Duty of Care Is a No Brainer, Right?
More and more, Travel Risk Management is finally being addressed as organizations have realized the world is changing rapidly and what was done before, likely does not apply now. Cases are being litigated and lawsuits won due to a lack of knowledge and preparation on the sending organizations part. Much of the neglect is due to knowledge gaps, although some is due to cost (as it always is).
Many organizations are under the impression that they need to write policy for Travel Risk separately from other occupational safety and risk policies. This is not the case and it would make the task less daunting if organizations understood this. Rolling Travel Risk into a current security/crisis response plan would be much easier that trying to implement an entirely separate plan, although travel expertise is needed to write relevant and accurate travel policies.
We are asked to justify why Travel Risk Management should be as important a task as physical security of a building or safety measures taken on a factory floor. The answer we offer is in the form of another question; why would it not be as important?
Travel Risk is important mostly because organizations fail to acknowledge it as a vulnerability, therefore allowing organization members to travel without addressing the vulnerabilities at all. By failing to acknowledge threats or vulnerabilities associated with travel, the organizations is increasing the vulnerability level of their organization and putting their own people at risk. Organizations that have identified risks associated with travel, yet still refuse to address it could be found guilty of neglect, should an incident take place. A secondary effect of refusal to acknowledge travel risk is a false sense of security among travelers that could easily lead to a catastrophic event.
An easy way of determining the importance level of Travel Risk Management within your organization might be to ask yourself this, would I allow an employee onto a factory floor without a proper safety brief, or would I allow an employee to drive a company vehicle without ensuring they have a license to operate that vehicle (as well as insurance should an unavoidable event take place). Of course you would not, so why allow an employee or member to travel to an unfamiliar location without proper training and the information necessary to avoid a crisis situation.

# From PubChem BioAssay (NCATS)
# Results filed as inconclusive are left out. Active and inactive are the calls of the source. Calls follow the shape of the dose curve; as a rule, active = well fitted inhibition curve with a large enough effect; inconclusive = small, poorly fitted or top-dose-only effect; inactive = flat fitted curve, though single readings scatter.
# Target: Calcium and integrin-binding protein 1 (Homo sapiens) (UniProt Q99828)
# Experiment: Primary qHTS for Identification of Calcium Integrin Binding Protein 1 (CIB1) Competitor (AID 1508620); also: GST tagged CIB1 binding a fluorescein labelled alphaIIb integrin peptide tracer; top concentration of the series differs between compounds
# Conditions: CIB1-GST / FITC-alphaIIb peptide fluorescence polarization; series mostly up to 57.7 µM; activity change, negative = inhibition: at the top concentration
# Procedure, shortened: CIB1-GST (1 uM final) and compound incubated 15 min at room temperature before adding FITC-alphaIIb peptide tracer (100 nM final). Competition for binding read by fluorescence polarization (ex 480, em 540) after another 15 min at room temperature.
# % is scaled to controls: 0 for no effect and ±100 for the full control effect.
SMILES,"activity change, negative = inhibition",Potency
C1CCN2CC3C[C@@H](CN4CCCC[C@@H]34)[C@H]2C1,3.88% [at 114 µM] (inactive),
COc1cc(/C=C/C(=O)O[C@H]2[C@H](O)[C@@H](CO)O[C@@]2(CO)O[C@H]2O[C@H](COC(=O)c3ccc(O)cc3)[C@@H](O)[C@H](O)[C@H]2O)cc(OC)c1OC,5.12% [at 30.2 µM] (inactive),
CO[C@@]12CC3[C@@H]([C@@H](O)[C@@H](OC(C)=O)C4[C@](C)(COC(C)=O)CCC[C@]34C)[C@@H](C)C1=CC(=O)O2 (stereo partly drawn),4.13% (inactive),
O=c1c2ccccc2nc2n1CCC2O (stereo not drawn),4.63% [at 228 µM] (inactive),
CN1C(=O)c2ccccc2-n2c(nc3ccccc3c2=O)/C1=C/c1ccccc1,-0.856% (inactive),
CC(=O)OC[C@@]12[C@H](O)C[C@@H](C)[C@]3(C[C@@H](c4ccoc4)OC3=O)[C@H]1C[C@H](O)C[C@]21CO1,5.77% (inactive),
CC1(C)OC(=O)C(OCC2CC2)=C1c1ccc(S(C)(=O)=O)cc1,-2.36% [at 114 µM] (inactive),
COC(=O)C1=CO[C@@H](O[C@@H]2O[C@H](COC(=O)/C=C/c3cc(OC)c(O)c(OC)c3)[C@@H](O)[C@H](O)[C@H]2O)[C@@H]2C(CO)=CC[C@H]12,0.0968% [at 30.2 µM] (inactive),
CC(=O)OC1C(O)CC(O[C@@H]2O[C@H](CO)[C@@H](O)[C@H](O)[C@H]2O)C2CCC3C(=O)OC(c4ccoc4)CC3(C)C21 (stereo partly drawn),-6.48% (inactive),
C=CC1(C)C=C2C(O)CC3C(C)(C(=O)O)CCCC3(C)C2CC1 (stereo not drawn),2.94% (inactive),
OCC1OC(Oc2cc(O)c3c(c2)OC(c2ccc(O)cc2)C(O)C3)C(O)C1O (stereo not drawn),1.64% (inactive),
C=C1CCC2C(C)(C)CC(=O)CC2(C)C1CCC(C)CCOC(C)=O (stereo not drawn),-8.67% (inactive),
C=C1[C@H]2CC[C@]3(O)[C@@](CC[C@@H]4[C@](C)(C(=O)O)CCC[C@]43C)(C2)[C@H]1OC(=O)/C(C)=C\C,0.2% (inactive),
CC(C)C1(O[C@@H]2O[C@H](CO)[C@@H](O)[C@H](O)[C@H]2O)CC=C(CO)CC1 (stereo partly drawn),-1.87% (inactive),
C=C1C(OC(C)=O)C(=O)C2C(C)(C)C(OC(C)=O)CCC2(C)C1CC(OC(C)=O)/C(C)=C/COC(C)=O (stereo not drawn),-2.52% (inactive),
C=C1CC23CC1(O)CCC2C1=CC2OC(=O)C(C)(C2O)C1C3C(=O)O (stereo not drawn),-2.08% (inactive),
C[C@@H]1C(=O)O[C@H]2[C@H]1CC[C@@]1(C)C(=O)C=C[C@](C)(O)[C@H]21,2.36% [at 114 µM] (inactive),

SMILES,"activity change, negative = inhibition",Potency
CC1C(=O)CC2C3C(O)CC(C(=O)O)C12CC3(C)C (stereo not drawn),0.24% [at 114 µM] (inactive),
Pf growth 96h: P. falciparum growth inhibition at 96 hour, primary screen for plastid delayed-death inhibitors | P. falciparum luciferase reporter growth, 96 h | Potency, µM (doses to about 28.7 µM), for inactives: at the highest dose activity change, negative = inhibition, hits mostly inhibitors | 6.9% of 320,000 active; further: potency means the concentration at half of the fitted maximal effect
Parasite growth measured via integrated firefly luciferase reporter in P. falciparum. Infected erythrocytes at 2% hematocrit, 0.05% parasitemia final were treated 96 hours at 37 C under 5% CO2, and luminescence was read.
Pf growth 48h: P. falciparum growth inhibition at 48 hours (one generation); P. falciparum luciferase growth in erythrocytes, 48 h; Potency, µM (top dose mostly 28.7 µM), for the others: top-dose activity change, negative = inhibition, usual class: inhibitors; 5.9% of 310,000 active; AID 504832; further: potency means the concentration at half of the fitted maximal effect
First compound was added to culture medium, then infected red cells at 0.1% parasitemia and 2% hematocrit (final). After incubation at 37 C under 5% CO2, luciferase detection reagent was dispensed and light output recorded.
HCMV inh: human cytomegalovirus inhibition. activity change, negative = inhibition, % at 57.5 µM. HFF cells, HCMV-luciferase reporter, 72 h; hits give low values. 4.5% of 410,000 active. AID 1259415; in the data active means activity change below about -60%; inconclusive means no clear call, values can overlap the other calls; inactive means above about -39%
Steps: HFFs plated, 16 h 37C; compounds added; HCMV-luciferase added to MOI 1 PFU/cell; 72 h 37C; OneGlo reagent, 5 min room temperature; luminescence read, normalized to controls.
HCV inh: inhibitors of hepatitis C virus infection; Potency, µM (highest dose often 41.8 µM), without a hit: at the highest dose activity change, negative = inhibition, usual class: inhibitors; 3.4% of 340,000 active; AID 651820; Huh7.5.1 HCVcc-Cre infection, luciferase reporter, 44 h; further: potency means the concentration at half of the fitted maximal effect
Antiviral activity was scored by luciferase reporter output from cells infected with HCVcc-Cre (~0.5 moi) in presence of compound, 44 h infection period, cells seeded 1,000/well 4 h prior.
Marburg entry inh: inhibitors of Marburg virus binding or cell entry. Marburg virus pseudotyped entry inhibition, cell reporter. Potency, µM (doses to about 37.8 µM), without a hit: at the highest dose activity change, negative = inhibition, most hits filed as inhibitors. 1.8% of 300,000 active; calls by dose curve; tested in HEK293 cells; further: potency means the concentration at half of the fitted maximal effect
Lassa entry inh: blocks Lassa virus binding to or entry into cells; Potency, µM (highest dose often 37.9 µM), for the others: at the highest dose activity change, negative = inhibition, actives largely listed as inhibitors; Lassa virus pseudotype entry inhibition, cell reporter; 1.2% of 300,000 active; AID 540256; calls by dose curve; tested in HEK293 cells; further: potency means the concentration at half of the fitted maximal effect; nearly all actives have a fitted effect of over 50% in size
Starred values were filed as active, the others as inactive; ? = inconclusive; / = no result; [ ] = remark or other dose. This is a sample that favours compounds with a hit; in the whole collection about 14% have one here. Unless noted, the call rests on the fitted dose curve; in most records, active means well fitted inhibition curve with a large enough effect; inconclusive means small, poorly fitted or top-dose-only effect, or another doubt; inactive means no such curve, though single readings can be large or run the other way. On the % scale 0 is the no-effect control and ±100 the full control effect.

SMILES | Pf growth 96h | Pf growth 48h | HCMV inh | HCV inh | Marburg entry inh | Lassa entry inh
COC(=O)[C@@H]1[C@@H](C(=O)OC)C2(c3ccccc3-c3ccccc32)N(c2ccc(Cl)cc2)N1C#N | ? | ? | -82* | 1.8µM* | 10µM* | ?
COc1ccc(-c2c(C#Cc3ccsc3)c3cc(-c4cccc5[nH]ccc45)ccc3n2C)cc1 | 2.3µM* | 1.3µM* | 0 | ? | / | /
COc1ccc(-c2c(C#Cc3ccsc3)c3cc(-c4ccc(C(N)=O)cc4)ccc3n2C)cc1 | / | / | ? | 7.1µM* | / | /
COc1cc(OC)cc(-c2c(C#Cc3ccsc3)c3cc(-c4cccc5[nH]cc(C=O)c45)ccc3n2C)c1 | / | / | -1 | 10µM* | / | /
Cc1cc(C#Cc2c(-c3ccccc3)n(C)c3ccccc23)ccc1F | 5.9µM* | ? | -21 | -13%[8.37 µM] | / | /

Organizations have also refused to provide the necessary mitigating services to their members because “nothing bad has happened so far”. This is an argument that has no validity in regards to mitigating risk in any area or on any topic. In finance, you would not say that “this customer has never defaulted on a loan before, so we should give them the money without a proper risk assessment”. The same goes for the physical security of a building. You would not leave the front door unlocked just because you are in an upscale neighborhood that has never experienced crime in the past.
There are many reasons that organizations could use to avoid implementing policies that address Travel Risk Management. Fortunately the safety of travelers is not one of them. Most organizations would agree that safety is paramount over cost and that their company would not operate very efficiently without good workers. Understand that Travel Risk is very much a threat to your organizations continuity and success. If you continue to ignore it, you will be blindsided by civil and possibly criminal litigation. Don’t put your head in the sand, take the lead in corporate responsibility. Protect your investment in human capital and implement the safety measures necessary to avoid crisis situations abroad.